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The Interview

Do police interrogation techniques produce false confessions?

(by Douglas Starr, The New Yorker, December 9, 2013, Link)

On December 14, 1955, Darrel Parker came home for lunch from his job as a forester in Lincoln, Nebraska. A recent graduate of Iowa State, he had moved to Lincoln with his wife, Nancy, who worked as a dietician for a flour-and-noodle company and had a cooking show on the local television station. He found her dead in their bedroom. Her face was battered, her hands and feet were bound, and a cord had been knotted around her neck. The medical examiner later determined that she had been raped before the murder.

Parker called the police and spent the next several days in a fog of grief and sedation. After the officers questioned him, he took his wife’s body home to Iowa for burial. Several days later, while mourning with her family, he got a call from the attorney for Lancaster County, Nebraska. There was some new information, the attorney said, and he asked if Parker could come in and help with the investigation. When Parker arrived, he was led into a windowless room and introduced to a large, well-dressed man named John Reid.

Reid was a former Chicago street cop who had become a consultant and polygraph expert. He had developed a reputation as someone who could get criminals to confess. Rather than brutalize suspects, as police often did in those days, he used modern science, combining his polygraphic skills with an understanding of human psychology. . . .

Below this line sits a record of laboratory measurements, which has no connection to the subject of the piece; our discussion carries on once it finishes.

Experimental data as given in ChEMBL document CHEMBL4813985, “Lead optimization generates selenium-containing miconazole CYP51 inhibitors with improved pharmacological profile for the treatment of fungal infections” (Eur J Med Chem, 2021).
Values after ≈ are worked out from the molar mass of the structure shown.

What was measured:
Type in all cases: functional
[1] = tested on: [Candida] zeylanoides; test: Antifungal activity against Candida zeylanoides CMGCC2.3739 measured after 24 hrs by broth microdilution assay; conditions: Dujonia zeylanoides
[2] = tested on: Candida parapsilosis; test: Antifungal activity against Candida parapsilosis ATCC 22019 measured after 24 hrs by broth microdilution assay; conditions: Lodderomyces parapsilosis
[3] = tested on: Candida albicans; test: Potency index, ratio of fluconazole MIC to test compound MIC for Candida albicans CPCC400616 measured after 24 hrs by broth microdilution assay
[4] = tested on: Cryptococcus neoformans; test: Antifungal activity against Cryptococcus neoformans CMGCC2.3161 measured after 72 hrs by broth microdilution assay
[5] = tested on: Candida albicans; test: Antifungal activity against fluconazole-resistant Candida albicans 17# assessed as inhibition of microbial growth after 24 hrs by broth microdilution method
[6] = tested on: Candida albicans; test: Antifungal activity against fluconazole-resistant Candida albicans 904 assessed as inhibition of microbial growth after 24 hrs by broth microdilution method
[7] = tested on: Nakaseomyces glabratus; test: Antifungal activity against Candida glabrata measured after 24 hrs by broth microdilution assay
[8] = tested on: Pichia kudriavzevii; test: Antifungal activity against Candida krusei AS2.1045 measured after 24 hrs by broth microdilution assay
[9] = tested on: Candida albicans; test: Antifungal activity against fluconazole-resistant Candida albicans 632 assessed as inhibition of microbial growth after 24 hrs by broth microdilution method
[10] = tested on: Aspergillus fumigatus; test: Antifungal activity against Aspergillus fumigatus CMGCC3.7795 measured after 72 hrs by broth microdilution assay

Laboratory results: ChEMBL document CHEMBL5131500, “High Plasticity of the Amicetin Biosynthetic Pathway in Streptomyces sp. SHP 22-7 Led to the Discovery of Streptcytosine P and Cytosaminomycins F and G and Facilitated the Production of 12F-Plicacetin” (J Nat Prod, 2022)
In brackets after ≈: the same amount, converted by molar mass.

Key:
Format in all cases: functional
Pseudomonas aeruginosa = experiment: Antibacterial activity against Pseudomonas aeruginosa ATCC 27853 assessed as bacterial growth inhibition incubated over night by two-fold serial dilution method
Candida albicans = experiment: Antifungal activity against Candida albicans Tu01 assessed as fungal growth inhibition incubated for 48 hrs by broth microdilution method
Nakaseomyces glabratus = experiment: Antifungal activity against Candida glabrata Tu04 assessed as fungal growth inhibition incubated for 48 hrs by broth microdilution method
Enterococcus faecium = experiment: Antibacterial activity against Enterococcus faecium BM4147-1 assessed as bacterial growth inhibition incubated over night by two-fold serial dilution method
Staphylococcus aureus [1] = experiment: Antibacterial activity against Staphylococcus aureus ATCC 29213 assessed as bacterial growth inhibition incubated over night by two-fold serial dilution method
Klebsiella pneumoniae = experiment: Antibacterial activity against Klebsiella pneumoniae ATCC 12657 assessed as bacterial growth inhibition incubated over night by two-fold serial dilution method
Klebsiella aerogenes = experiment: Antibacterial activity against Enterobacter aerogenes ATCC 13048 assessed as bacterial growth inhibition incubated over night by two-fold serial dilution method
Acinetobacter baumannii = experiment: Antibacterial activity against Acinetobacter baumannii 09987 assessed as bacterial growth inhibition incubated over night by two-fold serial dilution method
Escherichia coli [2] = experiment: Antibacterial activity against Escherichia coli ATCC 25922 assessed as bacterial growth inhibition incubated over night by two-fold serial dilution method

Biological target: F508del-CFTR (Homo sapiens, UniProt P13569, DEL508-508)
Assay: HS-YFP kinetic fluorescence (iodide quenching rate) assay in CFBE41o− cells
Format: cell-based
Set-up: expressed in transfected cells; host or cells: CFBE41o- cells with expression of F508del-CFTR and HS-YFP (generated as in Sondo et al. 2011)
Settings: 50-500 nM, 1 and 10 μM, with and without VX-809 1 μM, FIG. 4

Beyond Good Cop/Bad Cop: A Look At Real-Life Interrogations (Link)

We see a lot of police interrogation on TV, but how closely do those high-adrenaline scenes resemble the real thing? According to Douglas Starr, not much. In his new New Yorker article, Starr examines the Reid technique, the style of interrogation most widely used by police forces in the U.S.

Created in the 1940s by former Chicago policeman John Reid, the method "is really considered the gold standard of interview and interrogation techniques," Starr tells Fresh Air's Terry Gross. With Reid's "near monopoly" on interrogation training, Starr says, hundreds of thousands of law enforcement officials have been trained on the technique since the '70s.

As part of his research, Starr took a training course in the Reid technique. "It has the appearance of being very scientific," he says. But a growing number of scientists and legal scholars say this approach is based on outdated science and psychology — and can sometimes produce false confessions.

"There doesn't seem to be a national conversation [about interrogator tactics] of any sort," Starr says, "and that's unfortunate because for every innocent person that's put away, the person who really committed the crime is still on the streets."

On the Reid technique's flaws

One of the problems of the technique is that it's based on some science that's no longer current. When John Reid was doing this in the 1950s, people thought you could see anxiety in people's body language. If they folded their arms, or hunched over, or looked away, they were being anxious, and also that anxiety was a hallmark of lying. But unfortunately, 40 years of extensive psychological research has shown both of those premises to be untrue. Anxiety has nothing to do with lying. There are many liars who could look at you straight in the eye and very calmly lie up a storm. And body language has nothing to do with deception. So the whole technique is built on some faulty premises that tend to lead police in the wrong direction.